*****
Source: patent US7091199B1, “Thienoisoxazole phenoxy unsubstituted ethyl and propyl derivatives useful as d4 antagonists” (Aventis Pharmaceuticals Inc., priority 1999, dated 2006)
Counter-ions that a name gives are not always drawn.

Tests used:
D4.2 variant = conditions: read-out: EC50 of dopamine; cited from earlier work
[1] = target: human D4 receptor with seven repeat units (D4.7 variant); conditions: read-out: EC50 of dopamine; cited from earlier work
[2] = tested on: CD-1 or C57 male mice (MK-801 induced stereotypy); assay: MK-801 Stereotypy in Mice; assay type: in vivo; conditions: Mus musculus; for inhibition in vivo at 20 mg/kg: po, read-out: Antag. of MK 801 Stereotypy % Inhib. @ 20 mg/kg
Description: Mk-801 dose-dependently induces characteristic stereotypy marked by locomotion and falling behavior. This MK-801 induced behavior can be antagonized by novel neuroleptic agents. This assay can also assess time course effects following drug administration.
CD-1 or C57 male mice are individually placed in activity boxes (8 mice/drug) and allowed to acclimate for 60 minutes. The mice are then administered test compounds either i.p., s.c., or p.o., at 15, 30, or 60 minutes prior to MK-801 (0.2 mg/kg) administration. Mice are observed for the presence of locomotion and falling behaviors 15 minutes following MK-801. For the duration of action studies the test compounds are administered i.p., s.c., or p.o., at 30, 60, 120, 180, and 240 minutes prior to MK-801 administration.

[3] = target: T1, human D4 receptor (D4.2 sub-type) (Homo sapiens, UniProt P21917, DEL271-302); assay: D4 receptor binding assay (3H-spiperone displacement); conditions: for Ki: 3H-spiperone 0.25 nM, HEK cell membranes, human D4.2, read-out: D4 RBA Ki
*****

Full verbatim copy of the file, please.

Source: patent US7091199B1, “Thienoisoxazole phenoxy unsubstituted ethyl and propyl derivatives useful as d4 antagonists” (Aventis Pharmaceuticals Inc., priority 1999, dated 2006)
Counter-ions that a name gives are not always drawn.

Tests used:
D4.2 variant = conditions: read-out: EC50 of dopamine; cited from earlier work
[1] = target: human D4 receptor with seven repeat units (D4.7 variant); conditions: read-out: EC50 of dopamine; cited from earlier work
[2] = tested on: CD-1 or C57 male mice (MK-801 induced stereotypy); assay: MK-801 Stereotypy in Mice; assay type: in vivo; conditions: Mus musculus; for inhibition in vivo at 20 mg/kg: po, read-out: Antag. of MK 801 Stereotypy % Inhib. @ 20 mg/kg
Description: Mk-801 dose-dependently induces characteristic stereotypy marked by locomotion and falling behavior. This MK-801 induced behavior can be antagonized by novel neuroleptic agents. This assay can also assess time course effects following drug administration.
CD-1 or C57 male mice are individually placed in activity boxes (8 mice/drug) and allowed to acclimate for 60 minutes. The mice are then administered test compounds either i.p., s.c., or p.o., at 15, 30, or 60 minutes prior to MK-801 (0.2 mg/kg) administration. Mice are observed for the presence of locomotion and falling behaviors 15 minutes following MK-801. For the duration of action studies the test compounds are administered i.p., s.c., or p.o., at 30, 60, 120, 180, and 240 minutes prior to MK-801 administration.

[3] = target: T1, human D4 receptor (D4.2 sub-type) (Homo sapiens, UniProt P21917, DEL271-302); assay: D4 receptor binding assay (3H-spiperone displacement); conditions: for Ki: 3H-spiperone 0.25 nM, HEK cell membranes, human D4.2, read-out: D4 RBA Ki